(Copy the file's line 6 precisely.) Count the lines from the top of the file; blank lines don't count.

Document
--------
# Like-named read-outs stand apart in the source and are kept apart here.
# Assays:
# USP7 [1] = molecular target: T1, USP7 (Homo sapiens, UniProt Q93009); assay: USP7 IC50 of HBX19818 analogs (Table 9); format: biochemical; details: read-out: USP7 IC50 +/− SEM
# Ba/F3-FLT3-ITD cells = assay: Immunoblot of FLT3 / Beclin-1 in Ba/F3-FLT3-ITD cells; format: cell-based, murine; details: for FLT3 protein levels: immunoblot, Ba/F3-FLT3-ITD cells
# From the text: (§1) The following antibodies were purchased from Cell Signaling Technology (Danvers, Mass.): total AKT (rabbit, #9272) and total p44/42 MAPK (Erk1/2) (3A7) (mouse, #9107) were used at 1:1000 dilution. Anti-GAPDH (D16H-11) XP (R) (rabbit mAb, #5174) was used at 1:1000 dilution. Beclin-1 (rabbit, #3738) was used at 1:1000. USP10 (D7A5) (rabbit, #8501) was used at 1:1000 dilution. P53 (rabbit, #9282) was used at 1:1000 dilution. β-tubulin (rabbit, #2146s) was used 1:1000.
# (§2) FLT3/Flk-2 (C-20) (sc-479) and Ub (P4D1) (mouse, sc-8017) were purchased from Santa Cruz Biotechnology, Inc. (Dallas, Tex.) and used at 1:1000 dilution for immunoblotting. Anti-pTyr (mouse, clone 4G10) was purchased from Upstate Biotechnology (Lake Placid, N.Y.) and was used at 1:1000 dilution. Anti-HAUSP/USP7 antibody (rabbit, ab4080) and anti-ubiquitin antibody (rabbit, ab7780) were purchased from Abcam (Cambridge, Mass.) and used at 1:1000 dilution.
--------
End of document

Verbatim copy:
# (§2) FLT3/Flk-2 (C-20) (sc-479) and Ub (P4D1) (mouse, sc-8017) were purchased from Santa Cruz Biotechnology, Inc. (Dallas, Tex.) and used at 1:1000 dilution for immunoblotting. Anti-pTyr (mouse, clone 4G10) was purchased from Upstate Biotechnology (Lake Placid, N.Y.) and was used at 1:1000 dilution. Anti-HAUSP/USP7 antibody (rabbit, ab4080) and anti-ubiquitin antibody (rabbit, ab7780) were purchased from Abcam (Cambridge, Mass.) and used at 1:1000 dilution.